Counting the vote

Important notice

This updated information applies to all elections where the election process starts on or after 1 September 2020.

What are the duties of a scrutineer?

Any candidate may appoint another person to act as a scrutineer. The returning officer does not appoint scrutineers. The board does not appoint scrutineers. 

A candidate who wants to have a scrutineer at the vote count must advise you, in writing, before election day.

A scrutineer is entitled to be present and observe you as you perform your role of examining voting papers and counting the votes.

If there is a tie involving a candidate represented by a scrutineer, the scrutineer is entitled to be present while you break the tie by lot.

Remember that scrutineers only observe the process. They do not participate, comment, or criticise.

Where two or more candidates receive the same number of valid votes, how do I decide which of them is elected?

You only need to address this if there is one place left to be filled and two or more candidates have the same number of votes. If there are five vacancies and the tie is for first place, don’t do anything - just publish the results.

If there are five vacancies and there are four candidates clearly elected, but the next two are tied, then you have to decide which one is elected and which one is not.

A tied vote result is decided by lot. You can choose any of the standard methods such as tossing a coin, drawing straws or cutting a pack of cards. Do this in the presence of the affected candidates’ scrutineers (if any) and two current board members. If two members of the board are not available within a reasonable time you can ask two staff members to assume the responsibility.

NOTE: The principal and staff representative are board members.


Counting votes

When can I start?

  • Before you start counting set up a simple system to count and record votes.
  • You must not start counting the votes until the date specified on the Election planner tool. The RO running staff or student election can count the votes anytime after the poll closes until the date specified.

Where can I count?

  • You can count the votes wherever you choose but it must be in a place accessible to any appointed scrutineers.
  • Choose a place that offers peace and quiet and minimum distractions. If there are a large number of votes cast, it may be best to book a place such as the school hall for a whole day.

Who can be present while I count?

  • While counting votes, any scrutineers should be present, but don’t wait for them if they don’t turn up at the agreed time and place.
  • If you have an assistant, remember they are there only to help, any decisions regarding the election process, such as classifying votes as valid or invalid, must be made by you.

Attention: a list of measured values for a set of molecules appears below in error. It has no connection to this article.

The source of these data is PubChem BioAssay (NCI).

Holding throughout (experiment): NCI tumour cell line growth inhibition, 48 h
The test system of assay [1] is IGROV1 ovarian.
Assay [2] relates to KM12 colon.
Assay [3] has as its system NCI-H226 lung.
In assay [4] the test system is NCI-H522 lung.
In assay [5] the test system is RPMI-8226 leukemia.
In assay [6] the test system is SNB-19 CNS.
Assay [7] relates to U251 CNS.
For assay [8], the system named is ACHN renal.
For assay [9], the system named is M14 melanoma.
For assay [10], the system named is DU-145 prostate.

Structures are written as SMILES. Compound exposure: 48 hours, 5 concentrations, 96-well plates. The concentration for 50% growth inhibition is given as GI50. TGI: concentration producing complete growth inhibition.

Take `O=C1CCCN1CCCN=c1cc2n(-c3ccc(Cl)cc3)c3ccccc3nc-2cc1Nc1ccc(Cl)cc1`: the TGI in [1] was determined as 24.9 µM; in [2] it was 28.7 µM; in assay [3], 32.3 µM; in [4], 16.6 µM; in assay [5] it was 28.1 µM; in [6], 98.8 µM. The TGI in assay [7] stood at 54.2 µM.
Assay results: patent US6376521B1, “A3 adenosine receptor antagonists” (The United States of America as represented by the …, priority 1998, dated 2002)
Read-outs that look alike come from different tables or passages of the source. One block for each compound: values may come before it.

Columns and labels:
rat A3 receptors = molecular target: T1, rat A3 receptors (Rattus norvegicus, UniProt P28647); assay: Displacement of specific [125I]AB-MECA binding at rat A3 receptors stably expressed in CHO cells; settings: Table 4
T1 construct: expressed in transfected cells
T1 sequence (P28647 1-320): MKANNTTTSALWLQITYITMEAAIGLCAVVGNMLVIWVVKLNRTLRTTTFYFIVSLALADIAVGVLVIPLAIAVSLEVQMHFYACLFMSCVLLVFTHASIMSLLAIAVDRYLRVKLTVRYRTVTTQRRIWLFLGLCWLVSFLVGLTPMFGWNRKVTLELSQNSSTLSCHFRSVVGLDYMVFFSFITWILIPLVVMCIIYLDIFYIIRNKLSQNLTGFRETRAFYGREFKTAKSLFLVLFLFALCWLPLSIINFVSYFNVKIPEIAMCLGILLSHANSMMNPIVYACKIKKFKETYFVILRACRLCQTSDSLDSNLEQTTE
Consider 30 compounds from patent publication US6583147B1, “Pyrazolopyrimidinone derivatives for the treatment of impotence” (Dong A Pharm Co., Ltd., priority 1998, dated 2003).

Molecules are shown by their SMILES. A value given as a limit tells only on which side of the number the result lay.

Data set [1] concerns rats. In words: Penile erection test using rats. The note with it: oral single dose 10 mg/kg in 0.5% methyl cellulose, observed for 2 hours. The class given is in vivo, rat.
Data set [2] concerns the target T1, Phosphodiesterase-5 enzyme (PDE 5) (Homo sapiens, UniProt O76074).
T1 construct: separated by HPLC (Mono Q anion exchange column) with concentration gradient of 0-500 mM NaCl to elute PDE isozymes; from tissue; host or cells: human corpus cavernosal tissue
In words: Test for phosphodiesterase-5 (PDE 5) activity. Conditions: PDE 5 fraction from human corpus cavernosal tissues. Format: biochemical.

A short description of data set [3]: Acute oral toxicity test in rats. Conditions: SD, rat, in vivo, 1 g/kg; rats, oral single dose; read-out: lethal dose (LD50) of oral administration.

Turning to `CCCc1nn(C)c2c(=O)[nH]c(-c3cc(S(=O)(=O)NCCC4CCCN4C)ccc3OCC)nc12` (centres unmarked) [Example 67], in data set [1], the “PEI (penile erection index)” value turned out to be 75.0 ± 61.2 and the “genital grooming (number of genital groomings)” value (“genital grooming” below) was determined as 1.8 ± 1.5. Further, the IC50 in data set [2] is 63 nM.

• Only people you’ve authorised are to be present during counting. Keep disruptions to a minimum.

Do I need someone to check my vote counting?

  • It is not a requirement to have someone check your counting. The decision rests solely with you as the returning officer.

What are the new rules about validity of voting papers

These are the only changes to the validity rules:

  • voting papers may be placed in an envelope (but they no longer have to be in the envelope included when the voting papers were issued)
  • voting papers can now be received before 4pm on voting day or if they are received by post no later than 5 days after the election date

Note: The following rules about validity of voting papers are unchanged.

What if a voter votes more than once in the election?

The voting paper is invalid.

What if a voter votes for more candidates than there are vacancies?

The voting paper is invalid. 

What if a voting paper does not clearly show which candidate/s the voter is voting for?

The voting paper is invalid if it does not, in the opinion of the returning officer, clearly indicate the candidate or candidates for whom the voter intended to vote.

What if the returning officer thinks they did not issue the voting paper to the voter?

The voting paper is invalid if the returning officer believes, on reasonable grounds, that they did not issue the voting paper to the voter.

What if a voter votes for fewer candidates than there are vacancies?

The voting paper is valid.

What if the voting paper is not contained in the envelope included with the voting paper when it was issued?

The voting paper is valid.

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